CP+ 2018: Hands-on with Sigma’s bokeh badboy, the 105mm f/1.4 Art lens
posted Thursday, March 1, 2018 at 9:21 AM EDT
Ahead of the annual CP+ trade show in Yokohama, Japan, Sigma announced some big lens news, the first of which was a bundle of Sony FE-mount versions of their Art series lenses. They also announced a pair of all-new optics: the 70mm f/2.8 Macro Art lens and a massive, "bokeh-licious" 105mm f/1.4 Art lens. The 105mm is the latest Art-series lens with a bright f/1.4 aperture, the longest f/1.4 Art lens to date.
At the show here in Japan, I had an opportunity to get a brief hands-on with this new 105mm f/1.4 Art lens. As the photos illustrate, the Sigma 105mm lens is an impressively large, wide and, in a way, a stubby piece of gear, at a little over five inches in diameter and utilizing a large 105mm front filter thread.
Weighing in at around 3.6 lbs (1645g), the lens is certainly hefty, but when mounted to a full-frame DSLR, such as the Canon 6D body Sigma provided, the lens balanced quite nicely with very little front heaviness, which I found surprising. There's a lot of glass in this lens -- 17 optical elements, in fact -- with particularly large front elements. And yet despite the heft, the lens feels very easy to hand-hold. The 105mm comes with an Arca-Swiss-compatible tripod collar, a feature typically seen on longer telephoto lenses.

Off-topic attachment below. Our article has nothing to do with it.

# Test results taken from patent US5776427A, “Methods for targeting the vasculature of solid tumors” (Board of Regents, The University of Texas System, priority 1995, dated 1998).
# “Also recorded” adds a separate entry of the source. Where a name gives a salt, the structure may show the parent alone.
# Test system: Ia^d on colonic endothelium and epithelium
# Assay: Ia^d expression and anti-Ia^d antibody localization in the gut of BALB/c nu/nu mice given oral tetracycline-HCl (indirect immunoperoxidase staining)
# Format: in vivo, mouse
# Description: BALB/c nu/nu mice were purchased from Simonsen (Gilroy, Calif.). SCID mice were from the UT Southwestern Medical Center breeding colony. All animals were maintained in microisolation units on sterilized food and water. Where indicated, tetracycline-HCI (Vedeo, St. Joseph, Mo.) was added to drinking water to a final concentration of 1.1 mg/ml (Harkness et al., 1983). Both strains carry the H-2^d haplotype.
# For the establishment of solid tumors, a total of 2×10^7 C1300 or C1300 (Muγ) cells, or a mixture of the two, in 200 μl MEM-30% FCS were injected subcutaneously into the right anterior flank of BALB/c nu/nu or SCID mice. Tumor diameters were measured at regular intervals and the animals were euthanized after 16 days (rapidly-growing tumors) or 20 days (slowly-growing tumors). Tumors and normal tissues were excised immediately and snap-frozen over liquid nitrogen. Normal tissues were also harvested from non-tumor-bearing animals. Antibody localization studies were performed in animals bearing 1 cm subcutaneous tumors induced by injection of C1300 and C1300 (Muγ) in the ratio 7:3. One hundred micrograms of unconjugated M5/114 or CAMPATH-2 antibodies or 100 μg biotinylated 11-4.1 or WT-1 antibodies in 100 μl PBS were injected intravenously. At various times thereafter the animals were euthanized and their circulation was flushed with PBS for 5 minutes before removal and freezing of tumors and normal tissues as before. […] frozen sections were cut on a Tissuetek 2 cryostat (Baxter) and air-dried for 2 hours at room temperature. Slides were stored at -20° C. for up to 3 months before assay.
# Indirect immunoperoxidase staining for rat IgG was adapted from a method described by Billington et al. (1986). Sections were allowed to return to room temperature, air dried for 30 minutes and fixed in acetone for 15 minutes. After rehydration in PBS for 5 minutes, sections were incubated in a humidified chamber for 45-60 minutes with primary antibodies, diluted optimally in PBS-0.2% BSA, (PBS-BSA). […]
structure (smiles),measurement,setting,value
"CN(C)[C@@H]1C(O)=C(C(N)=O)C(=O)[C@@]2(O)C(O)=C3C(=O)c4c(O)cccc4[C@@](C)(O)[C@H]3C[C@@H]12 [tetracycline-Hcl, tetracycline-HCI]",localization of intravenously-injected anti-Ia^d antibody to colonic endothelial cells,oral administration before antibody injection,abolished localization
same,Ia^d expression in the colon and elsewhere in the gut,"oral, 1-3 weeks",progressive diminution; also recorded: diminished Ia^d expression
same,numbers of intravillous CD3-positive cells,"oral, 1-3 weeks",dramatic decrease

The barrel construction is machined out of lightweight aluminum with Sigma's Thermally Stable Composite Material used on the inside. Like Sigma's Sport series of lenses, the 105mm Art lens features extensive weather-sealing as well. The lens feels super-solid and very well built, just as we've experienced with other Sigma Art-series optics. An interesting note about the lens hood itself: the removable hood is constructed from a carbon fiber-reinforced plastic (CFRP) material, as opposed to typical ABS plastic. For such a large-diameter lens, a simple plastic lens hood would have too much flex and be rather flimsy, while a sturdy metal lens hood would have been too heavy, offsetting the balance of the lens. Using CFRP material allowed for a lightweight yet stiff, high quality lens hood.
The lens demoed at CP+ was still in a very early prototype stage, so unfortunately we weren't able to go out and shoot with it. As Sigma puts it, this "bokeh master" is designed to produce very pleasing bokeh yet with minimal aberrations and vignetting while delivering excellent resolution. Needless to say, we can't wait to get a fully testable sample of this lens!